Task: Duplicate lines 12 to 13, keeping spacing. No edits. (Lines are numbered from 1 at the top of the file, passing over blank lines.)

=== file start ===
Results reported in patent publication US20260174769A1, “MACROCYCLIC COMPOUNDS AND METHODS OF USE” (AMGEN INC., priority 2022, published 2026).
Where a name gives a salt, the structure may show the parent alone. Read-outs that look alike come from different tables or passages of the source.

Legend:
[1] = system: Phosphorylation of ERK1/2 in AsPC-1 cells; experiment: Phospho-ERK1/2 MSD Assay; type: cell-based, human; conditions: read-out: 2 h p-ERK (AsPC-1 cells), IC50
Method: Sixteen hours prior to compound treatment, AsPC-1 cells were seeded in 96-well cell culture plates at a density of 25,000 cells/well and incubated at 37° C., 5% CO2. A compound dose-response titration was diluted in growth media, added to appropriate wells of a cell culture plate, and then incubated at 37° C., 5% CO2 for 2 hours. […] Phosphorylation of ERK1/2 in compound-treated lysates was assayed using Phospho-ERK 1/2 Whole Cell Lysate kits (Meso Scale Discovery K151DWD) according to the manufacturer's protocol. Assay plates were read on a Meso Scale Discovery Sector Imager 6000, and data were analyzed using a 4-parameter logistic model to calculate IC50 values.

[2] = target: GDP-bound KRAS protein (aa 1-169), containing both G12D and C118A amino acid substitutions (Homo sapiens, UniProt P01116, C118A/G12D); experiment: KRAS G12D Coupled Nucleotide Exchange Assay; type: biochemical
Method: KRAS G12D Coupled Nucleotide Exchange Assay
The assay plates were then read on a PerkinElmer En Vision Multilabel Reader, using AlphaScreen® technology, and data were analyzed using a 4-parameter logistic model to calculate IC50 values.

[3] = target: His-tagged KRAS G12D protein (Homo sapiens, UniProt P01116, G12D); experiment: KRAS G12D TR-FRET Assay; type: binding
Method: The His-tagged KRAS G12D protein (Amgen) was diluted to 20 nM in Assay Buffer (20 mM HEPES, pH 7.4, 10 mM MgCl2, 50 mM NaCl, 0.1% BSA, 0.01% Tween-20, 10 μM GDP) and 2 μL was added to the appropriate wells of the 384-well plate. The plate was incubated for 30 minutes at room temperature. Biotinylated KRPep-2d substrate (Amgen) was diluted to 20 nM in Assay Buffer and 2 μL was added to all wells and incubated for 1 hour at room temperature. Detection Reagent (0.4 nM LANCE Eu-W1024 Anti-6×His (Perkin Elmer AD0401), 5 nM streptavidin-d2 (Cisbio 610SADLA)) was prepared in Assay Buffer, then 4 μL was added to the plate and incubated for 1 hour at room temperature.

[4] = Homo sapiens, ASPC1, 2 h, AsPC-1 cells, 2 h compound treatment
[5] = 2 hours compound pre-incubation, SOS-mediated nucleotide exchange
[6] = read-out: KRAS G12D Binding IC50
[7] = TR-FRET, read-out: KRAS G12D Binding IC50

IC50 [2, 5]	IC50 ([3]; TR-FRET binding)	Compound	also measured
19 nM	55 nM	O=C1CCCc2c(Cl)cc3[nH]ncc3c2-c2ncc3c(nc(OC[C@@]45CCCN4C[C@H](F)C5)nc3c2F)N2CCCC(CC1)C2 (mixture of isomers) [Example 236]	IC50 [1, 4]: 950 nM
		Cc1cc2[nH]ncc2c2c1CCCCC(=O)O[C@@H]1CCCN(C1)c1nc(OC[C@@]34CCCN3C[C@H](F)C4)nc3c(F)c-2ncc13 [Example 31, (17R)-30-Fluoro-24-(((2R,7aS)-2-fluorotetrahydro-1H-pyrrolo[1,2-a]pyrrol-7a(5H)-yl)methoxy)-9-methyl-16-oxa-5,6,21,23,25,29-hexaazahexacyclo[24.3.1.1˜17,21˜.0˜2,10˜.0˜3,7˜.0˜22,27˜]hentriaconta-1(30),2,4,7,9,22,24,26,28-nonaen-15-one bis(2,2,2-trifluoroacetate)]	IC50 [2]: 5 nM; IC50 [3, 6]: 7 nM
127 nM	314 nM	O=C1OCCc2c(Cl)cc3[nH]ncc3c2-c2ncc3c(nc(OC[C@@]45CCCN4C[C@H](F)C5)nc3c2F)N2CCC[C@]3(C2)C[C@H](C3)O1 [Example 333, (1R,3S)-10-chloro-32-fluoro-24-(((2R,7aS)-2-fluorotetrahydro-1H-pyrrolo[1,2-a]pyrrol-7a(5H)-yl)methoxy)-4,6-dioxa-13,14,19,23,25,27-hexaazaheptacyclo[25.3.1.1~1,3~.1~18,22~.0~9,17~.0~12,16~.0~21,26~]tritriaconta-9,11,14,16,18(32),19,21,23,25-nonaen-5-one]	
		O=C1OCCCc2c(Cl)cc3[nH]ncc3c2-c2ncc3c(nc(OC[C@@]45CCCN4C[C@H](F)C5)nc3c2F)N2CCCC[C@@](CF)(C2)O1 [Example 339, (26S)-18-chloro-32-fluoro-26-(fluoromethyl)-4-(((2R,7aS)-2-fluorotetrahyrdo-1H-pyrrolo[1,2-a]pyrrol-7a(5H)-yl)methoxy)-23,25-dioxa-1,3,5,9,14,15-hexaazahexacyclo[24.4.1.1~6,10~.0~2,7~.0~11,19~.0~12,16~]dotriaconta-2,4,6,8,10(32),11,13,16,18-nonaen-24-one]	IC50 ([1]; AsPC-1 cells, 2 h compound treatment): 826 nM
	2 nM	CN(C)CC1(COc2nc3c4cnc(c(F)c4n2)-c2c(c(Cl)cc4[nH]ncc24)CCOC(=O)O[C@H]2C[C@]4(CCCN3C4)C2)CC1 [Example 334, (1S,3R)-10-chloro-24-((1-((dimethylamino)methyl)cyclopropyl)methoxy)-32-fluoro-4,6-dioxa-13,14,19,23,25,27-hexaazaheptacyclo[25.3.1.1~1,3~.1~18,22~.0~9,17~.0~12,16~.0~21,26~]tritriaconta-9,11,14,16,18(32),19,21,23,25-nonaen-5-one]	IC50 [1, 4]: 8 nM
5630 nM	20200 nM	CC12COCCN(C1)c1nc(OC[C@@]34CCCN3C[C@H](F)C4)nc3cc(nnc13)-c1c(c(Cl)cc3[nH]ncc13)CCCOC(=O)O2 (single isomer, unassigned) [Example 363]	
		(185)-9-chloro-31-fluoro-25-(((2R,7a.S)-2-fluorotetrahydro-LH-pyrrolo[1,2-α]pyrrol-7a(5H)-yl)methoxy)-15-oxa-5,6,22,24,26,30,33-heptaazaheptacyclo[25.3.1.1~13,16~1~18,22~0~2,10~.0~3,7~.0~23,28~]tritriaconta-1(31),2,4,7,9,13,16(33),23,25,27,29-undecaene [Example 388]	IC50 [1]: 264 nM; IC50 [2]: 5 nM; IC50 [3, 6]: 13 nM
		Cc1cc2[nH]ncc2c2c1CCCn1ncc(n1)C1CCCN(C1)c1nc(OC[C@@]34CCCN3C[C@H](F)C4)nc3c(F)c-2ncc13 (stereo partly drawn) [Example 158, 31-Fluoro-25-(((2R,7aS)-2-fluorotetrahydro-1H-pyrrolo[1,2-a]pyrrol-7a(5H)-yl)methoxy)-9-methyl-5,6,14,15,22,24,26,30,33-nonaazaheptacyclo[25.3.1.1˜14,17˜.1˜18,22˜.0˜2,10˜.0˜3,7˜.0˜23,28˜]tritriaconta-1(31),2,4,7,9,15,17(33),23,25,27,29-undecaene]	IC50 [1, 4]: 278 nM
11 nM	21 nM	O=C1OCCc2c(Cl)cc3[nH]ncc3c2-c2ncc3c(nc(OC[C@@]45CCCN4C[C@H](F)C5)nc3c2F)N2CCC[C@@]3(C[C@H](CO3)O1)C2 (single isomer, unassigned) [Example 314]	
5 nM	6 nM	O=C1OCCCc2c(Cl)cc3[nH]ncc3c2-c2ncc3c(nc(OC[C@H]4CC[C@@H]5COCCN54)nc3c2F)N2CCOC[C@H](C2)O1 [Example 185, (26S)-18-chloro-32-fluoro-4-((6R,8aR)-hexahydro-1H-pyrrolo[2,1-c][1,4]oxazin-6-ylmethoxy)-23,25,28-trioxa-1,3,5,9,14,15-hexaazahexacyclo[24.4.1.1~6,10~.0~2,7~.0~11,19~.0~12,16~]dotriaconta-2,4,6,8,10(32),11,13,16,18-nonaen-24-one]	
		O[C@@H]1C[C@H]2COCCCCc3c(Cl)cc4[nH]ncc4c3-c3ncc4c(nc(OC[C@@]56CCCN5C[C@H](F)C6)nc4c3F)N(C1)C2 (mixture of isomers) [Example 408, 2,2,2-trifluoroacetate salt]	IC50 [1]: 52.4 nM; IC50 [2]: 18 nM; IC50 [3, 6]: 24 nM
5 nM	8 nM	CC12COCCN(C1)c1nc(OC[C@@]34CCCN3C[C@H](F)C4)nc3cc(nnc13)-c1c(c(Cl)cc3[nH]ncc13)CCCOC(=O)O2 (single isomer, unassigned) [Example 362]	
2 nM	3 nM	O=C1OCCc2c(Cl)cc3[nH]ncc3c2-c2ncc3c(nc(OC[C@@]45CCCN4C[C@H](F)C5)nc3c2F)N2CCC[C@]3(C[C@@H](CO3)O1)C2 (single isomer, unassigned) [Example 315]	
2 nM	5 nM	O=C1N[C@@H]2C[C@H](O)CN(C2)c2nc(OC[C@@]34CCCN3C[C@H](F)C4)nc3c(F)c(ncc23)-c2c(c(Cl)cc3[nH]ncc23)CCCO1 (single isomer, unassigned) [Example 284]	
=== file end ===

[5] = 2 hours compound pre-incubation, SOS-mediated nucleotide exchange
[6] = read-out: KRAS G12D Binding IC50